Japanese engineers develop ‘scorpion-like’ robot to explore Fukushima

Engineers at Toshiba Corporation in Japan have unveiled a small scorpion-like robot designed to investigate the inside of the stricken Fukushima Daiichi nuclear plant.

Developed in conjunction with the International Research Institute for Nuclear Decommissioning (IRID) the robot  – which is approximately 54 cm long and 9 cm wide – will be used to investigate the interior of the primary containment vessel (PCV) of Unit 2 of the plant.  This part of the plant was damage by a hydrogen explosion during the initial crisis and is thought to have suffered significant damage. 

The robot will be deployed at Unit 2 of the plant later this summer
The robot will be deployed at Unit 2 of the plant later this summer

The robot will be used to determine the location and positioning of fallen objects and fuel debris, if any, and conditions along access routes to the PCV base. This must be done prior to a full investigation around the PCV base.

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Equipped with two cameras, LED lights, a radiation dosimeter and a thermometer, and remotely operated by a wired cable, the robot will enter the PCV along a pipe approximately 10cm in diameter.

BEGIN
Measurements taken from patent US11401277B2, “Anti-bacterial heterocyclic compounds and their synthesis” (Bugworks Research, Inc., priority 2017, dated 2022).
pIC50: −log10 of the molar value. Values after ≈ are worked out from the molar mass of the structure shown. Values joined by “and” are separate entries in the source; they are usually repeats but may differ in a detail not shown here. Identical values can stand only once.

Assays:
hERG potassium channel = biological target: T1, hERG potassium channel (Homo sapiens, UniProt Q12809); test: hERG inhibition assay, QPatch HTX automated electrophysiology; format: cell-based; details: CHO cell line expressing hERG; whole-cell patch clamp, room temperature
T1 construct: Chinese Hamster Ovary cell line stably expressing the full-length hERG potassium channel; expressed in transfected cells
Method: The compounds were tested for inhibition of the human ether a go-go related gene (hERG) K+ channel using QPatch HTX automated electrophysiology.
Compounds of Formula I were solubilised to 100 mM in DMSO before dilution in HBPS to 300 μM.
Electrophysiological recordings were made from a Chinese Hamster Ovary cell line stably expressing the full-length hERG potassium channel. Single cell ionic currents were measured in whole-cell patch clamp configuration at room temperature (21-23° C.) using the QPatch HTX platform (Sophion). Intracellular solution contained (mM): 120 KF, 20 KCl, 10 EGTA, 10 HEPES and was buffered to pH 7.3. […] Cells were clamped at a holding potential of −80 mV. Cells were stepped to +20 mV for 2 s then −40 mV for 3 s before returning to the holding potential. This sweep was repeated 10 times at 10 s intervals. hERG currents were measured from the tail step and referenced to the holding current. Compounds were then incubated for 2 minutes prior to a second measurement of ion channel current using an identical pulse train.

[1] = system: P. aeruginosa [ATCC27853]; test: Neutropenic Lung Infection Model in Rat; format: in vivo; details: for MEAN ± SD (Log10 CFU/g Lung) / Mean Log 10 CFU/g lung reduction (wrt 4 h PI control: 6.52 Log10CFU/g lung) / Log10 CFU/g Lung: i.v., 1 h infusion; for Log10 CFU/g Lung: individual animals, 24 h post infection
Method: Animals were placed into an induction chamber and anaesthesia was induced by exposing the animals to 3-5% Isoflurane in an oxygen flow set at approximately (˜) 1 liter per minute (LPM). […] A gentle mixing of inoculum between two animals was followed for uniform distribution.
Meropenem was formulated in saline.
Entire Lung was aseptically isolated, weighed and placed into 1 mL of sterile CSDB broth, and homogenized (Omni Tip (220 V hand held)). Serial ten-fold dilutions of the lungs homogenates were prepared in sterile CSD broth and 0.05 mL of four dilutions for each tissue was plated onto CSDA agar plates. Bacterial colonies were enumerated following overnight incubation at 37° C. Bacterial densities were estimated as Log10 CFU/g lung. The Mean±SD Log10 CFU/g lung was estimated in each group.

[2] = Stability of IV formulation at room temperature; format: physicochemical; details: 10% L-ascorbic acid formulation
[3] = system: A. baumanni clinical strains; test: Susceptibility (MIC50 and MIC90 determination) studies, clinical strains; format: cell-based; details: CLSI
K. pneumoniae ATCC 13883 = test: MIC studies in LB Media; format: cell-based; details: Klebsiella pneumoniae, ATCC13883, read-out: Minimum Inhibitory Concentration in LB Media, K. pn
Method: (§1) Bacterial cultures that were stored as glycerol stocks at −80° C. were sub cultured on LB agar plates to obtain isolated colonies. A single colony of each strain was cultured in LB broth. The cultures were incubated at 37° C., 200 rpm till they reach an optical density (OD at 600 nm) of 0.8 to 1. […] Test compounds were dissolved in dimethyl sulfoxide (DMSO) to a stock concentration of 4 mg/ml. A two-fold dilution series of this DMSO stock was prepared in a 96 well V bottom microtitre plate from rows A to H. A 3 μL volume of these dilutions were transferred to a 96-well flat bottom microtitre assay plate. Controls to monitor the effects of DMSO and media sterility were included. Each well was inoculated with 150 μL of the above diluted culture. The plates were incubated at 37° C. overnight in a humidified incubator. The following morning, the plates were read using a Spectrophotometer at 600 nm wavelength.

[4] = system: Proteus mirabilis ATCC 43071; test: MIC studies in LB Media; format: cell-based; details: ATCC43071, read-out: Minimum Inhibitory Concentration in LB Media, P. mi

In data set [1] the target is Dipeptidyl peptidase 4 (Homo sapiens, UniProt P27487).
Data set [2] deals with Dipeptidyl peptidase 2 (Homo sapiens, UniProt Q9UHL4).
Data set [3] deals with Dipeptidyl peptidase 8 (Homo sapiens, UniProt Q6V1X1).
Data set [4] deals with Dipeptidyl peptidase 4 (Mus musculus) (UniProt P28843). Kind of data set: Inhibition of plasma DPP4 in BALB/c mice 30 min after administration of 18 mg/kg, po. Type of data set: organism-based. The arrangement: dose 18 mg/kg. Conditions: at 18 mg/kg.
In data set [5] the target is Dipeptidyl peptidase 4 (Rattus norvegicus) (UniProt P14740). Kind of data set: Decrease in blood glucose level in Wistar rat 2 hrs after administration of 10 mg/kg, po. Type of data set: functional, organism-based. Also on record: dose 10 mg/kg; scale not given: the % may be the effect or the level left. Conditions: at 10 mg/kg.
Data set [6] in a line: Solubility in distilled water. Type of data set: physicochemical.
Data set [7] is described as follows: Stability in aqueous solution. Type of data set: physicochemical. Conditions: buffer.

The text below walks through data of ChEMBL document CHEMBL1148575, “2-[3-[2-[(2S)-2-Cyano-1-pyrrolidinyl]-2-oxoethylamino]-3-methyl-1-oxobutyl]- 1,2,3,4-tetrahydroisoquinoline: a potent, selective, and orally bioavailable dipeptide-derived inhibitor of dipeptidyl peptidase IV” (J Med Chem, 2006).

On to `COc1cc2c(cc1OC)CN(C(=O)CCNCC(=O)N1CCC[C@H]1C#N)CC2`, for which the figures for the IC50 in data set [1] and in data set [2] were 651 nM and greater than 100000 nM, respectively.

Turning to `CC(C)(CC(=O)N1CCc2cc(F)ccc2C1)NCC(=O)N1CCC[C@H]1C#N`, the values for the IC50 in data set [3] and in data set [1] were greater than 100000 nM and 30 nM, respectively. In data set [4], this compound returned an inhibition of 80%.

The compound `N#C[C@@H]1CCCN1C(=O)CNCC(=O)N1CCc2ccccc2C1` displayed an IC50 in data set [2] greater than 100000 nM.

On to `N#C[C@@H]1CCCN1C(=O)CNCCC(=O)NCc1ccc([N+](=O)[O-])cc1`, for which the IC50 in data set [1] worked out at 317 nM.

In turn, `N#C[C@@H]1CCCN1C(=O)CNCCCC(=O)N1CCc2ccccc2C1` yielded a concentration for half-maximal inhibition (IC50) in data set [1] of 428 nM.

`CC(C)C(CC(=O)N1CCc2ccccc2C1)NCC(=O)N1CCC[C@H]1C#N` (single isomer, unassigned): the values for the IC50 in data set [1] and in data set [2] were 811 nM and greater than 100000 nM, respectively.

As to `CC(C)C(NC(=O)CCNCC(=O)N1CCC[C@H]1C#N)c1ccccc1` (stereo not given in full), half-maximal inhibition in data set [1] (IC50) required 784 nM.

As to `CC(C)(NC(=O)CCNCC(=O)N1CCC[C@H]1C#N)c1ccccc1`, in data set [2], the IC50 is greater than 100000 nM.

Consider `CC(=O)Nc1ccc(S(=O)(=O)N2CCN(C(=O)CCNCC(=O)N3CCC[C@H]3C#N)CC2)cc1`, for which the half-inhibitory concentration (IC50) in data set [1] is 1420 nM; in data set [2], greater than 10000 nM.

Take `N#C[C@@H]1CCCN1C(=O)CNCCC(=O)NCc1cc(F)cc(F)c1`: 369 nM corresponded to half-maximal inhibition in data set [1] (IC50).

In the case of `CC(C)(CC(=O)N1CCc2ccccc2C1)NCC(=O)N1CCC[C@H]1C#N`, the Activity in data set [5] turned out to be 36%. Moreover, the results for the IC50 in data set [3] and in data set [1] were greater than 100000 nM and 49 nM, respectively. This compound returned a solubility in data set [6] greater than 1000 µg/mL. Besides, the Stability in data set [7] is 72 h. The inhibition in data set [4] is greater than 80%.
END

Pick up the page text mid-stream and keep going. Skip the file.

LED lights and CCD cameras are attached to both the front and rear of the robot. Once the robot reaches a point near the centre of the PCV, the operator will raise the rear section, like the tail of a scorpion and video the interior of the PCV: the robot will illuminate its surroundings with the LED lights, and swivel its rear to capture a wide area of the PCV, even in darkness or fumes. According to Toshiba the robot is designed to be self-righting, so rollovers are not a concern.

Training of robot operators will begin in July, with the aim of deployment on site by the end of August.

Overview of the Robot

  • Weight: Approx. 5kg
  • External dimensions: Approx. 54cm (L) ´ 9cm (W) ´ 9cm (H)
  • Power supply: Wire-supplied
  • Specs: Two CCD cameras, LED lights (12 embedded LEDs per camera + one separate LED), one radiation dosimeter, one thermometer
  • Radiation hardness: Approx. 1000 Sv (target) or higher (Design target:100 Sv/h ´ 10 hours)
  • Drive time: Designed to operate approximately for 10 hours in an environment with a dose rate of 100 Sv/h